Drew Conry-Murray and Ethan Banks had a briefing with a startup called Edgeworx on June 24th, 2019. You can read their highlights of the Kubernetes-related news Edgeworx shared below, or listen to the audio version in the player above.
What Does Edgeworx Do?
As you might guess from the name, Edgeworx focuses on the network edge; that is, on security cameras, or local compute at a cell tower base station or on an offshore oil rig, for example.
The startup’s big idea is to make it easy for organizations to re-use applications they’ve written for other platforms and run those applications on edge devices. If you want to do local processing on edge devices, Edgeworx wants to provide the platform to run applications on those devices.
Edgeworx says it can run on almost anything: security cameras and other IoT devices, IoT gateways, Wif-Fi routers, cars, etc.
The company does have minimum hardware & software specs. Edgeworx needs some distro of Linux, a minimum of a 32-bit ARM processor, and 128MB of RAM. If the device meets those minimums, Edgeworx can run.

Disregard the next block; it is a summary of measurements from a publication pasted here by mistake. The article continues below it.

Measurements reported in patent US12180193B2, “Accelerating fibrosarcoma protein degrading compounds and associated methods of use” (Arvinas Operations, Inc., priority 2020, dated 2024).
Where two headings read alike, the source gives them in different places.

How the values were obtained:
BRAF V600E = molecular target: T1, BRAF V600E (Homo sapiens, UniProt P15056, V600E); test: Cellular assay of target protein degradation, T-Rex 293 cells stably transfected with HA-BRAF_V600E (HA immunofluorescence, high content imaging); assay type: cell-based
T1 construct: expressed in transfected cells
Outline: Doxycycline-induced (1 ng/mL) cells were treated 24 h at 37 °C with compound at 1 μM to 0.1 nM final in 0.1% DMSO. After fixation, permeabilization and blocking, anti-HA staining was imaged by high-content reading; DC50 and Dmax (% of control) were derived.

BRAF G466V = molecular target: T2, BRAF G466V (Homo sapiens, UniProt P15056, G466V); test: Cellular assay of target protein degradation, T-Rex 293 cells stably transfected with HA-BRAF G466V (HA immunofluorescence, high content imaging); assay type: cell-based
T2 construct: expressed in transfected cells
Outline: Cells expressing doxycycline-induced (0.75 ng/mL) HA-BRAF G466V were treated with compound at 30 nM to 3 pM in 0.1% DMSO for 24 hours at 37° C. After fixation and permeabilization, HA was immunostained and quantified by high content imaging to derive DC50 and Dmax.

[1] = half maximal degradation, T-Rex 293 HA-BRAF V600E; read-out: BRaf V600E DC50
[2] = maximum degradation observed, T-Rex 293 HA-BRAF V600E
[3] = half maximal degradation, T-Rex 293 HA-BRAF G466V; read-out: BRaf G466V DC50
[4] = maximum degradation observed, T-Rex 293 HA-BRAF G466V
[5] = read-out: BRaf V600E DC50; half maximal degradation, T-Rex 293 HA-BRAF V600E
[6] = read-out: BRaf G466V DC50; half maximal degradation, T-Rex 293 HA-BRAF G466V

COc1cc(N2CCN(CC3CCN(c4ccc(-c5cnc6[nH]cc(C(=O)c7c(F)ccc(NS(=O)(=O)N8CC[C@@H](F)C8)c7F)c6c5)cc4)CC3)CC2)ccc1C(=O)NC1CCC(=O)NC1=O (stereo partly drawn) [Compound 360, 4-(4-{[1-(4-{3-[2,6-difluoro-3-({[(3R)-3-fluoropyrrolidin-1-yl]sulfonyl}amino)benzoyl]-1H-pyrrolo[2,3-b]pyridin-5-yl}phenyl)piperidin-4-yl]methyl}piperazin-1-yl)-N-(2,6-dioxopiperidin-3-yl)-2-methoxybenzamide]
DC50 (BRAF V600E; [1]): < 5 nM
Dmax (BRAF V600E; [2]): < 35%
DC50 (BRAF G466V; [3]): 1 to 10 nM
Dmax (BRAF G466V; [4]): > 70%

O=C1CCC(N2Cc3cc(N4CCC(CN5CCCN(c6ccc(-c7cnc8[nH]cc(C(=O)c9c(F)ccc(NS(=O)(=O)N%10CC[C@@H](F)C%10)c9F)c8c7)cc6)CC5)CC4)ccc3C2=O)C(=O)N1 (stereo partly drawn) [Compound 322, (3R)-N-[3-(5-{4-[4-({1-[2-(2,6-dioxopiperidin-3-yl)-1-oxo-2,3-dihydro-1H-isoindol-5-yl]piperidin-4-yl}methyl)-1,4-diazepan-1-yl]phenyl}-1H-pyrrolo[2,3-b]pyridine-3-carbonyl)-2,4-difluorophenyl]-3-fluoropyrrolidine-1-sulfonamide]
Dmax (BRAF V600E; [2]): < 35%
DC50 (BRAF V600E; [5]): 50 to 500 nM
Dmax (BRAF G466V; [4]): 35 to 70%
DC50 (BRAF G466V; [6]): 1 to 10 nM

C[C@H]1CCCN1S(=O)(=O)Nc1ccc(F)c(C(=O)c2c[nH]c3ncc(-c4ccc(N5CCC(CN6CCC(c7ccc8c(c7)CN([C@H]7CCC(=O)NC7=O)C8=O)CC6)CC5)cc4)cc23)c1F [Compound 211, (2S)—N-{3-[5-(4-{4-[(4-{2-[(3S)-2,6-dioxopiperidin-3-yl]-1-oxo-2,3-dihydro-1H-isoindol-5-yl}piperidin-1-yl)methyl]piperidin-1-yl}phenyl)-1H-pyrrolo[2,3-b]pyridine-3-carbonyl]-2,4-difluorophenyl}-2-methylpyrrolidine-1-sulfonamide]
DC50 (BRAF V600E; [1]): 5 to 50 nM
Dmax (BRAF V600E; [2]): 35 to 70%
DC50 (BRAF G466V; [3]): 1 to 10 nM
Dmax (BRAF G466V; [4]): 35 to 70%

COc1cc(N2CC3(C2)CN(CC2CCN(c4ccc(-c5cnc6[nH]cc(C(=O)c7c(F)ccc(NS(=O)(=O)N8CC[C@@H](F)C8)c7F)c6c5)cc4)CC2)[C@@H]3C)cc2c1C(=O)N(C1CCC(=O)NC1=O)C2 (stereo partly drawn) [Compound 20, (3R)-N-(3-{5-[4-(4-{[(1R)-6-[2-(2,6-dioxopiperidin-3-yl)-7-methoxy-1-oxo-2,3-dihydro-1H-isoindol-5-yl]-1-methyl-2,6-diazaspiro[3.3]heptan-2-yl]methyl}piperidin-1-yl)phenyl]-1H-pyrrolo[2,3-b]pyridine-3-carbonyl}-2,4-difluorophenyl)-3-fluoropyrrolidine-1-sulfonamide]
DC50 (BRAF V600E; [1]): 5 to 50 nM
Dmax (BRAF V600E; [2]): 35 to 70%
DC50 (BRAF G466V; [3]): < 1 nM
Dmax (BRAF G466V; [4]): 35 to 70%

The startup also makes an agent that runs on IoT and edge devices to manage and control devices, provision devices, monitor health, set policies and get alerts.
Mesh Networking And AMQP
Edgeworx enables devices to connect to one another using AMQP 1.0, or the Advanced Message Queing Protocol. This is the basis for edge-to-edge, edge-to-cloud, and cloud-to-edge networks–whatever is required for a given edge computing environment.
Kubernetes Customized For Edge Computing
The big news from this briefing is that Edgeworx now gives Kubernetes specific intelligence about the edge computing environment: the device capabilities, GPS geolocation, etc. This means that edge computing environments can enjoy the scheduling benefits of Kubernetes, while at the same time getting workload placements in a way that works well with edge computing environments’ unique needs.
For More Information
For more information, go to edgeworx.io.
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